Laidi Surva: The initiative came from the Ministry of Internal Affairs. Last year, the Cabinet of Ministers asked ministries to develop action plans.

Ievgen Kylymnyk: Yes, it all stems from the larger policy cycle. Ukraine adopted a new National Security Strategy in 2015. After that, it established a concept for the development of the security sector. Based on the legal framework, the Ministry of Internal Affairs was tasked with developing new plans for implementing these documents. It was decided that the best idea, given there was no updated strategy in place, was to create the Strategy 2020.

The role of EUAM

Laidi Surva: In February 2017, the Ministry asked EUAM for help in designing the process for drafting the Strategy. The Ministry assigned this task to Tetyana Kovalchuk, the Deputy Minister of Internal Affairs. One of our first practical steps was to help in organising a strategic session with the Ministry and its subordinate agencies: the National Police of Ukraine, the State Border Guard Service, the State Migration Service, the State Emergency Service of Ukraine, and the National Guard.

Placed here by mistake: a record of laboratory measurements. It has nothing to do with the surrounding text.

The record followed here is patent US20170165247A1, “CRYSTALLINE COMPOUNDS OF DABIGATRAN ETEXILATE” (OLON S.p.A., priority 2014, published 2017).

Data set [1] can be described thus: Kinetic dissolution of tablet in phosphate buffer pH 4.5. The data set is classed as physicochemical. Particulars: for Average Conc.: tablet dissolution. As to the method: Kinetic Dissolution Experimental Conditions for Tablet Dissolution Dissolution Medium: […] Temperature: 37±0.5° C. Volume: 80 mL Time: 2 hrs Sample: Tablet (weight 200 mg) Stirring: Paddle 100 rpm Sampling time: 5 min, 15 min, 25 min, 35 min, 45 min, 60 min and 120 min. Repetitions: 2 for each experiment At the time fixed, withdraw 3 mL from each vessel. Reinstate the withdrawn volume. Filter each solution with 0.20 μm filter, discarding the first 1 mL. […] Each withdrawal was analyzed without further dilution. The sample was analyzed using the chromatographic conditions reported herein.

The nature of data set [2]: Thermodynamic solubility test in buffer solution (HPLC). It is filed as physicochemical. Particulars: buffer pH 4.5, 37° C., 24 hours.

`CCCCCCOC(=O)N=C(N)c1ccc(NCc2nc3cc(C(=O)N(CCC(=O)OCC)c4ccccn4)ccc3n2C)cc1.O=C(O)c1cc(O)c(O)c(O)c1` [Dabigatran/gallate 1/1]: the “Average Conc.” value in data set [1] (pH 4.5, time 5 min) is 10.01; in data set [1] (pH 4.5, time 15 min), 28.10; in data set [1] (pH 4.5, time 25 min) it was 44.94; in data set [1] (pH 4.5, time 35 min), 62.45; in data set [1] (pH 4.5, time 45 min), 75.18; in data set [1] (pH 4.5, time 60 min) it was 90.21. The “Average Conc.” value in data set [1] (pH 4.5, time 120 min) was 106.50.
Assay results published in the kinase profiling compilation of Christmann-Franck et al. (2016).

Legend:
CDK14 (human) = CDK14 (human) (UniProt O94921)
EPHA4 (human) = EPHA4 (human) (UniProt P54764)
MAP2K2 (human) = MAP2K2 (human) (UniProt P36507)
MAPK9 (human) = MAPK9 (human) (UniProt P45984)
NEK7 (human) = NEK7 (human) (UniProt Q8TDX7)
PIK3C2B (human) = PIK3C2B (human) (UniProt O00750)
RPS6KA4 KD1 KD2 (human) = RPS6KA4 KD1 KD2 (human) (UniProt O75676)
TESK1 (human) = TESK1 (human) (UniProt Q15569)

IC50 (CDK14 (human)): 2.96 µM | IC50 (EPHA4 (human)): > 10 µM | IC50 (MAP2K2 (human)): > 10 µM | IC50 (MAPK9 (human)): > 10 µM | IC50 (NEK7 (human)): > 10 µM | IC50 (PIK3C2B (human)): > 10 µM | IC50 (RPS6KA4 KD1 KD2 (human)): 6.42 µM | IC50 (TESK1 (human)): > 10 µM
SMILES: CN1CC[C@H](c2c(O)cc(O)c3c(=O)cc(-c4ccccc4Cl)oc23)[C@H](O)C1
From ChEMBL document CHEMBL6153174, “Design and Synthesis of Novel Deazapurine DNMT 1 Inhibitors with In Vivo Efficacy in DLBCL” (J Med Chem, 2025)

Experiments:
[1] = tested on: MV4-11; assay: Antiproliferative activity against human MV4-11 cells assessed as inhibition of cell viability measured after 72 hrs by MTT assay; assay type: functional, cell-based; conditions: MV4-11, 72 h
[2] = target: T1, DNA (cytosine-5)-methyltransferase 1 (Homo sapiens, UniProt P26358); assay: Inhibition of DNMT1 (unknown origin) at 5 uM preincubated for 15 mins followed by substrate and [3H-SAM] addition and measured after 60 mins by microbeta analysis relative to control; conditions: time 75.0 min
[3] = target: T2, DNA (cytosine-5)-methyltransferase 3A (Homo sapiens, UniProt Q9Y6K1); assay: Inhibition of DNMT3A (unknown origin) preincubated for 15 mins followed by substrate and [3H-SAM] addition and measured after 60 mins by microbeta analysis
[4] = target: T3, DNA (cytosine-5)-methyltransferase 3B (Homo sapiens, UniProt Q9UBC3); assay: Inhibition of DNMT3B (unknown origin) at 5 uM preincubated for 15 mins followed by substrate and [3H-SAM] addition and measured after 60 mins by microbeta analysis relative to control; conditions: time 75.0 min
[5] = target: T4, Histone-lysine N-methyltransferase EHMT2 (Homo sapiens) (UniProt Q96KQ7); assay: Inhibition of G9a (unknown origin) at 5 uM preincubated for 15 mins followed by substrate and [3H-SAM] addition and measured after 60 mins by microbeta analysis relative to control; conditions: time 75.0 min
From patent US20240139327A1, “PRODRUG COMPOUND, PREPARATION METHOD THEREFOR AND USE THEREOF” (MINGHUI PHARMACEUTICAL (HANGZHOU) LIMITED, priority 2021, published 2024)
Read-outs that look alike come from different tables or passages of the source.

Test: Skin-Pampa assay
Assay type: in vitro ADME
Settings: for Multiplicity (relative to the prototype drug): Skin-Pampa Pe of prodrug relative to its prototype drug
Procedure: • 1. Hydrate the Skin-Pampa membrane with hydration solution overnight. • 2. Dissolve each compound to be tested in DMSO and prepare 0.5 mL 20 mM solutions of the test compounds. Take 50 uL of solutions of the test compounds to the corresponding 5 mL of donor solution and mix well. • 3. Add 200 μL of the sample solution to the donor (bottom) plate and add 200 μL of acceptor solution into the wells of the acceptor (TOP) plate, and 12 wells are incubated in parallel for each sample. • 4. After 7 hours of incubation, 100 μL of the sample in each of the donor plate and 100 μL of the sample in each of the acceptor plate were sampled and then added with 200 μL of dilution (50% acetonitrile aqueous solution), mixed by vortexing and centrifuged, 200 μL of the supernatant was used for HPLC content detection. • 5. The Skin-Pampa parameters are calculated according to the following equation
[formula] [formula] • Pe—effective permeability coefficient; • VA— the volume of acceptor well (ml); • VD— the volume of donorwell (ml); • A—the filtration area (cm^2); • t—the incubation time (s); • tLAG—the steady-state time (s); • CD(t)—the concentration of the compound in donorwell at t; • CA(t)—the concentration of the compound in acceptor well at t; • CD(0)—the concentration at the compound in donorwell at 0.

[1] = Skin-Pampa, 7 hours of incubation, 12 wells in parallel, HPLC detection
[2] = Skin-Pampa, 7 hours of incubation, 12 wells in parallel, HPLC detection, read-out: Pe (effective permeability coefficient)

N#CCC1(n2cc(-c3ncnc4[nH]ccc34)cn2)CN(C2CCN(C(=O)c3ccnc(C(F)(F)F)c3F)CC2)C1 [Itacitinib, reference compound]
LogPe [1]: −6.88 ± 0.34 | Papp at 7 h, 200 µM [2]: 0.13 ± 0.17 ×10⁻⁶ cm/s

This was a daylong event where representatives from these groups discussed the challenges associated with the system and identified priorities for the future. As a follow up to this session, Ministry officials have held numerous one-on-one meetings with representatives of the subordinate agencies to define priority areas. We also helped organise similar strategic sessions in the various regions of Ukraine in September 2017. It is a good sign that the Ministry went to the regions asking for input.

Ievgen Kylymnyk: EUAM provided substantial methodological support. We helped to outline the key steps to be taken in this process according to EU norms. The Ministry was very receptive to these comments and it was able to adjust to their own plans and deadlines to some extent.

We also facilitated input from EUAM’s subject-matter experts on specific topics like counteracting crime and the creation of a service culture.